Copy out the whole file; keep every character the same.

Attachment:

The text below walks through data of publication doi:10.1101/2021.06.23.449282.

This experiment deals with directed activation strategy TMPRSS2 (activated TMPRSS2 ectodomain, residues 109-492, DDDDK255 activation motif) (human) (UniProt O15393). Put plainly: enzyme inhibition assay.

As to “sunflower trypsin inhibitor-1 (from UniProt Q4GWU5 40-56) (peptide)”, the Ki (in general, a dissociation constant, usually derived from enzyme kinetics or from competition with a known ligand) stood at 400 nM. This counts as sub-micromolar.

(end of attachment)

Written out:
The text below walks through data of publication doi:10.1101/2021.06.23.449282.

This experiment deals with directed activation strategy TMPRSS2 (activated TMPRSS2 ectodomain, residues 109-492, DDDDK255 activation motif) (human) (UniProt O15393). Put plainly: enzyme inhibition assay.

As to “sunflower trypsin inhibitor-1 (from UniProt Q4GWU5 40-56) (peptide)”, the Ki (in general, a dissociation constant, usually derived from enzyme kinetics or from competition with a known ligand) stood at 400 nM. This counts as sub-micromolar.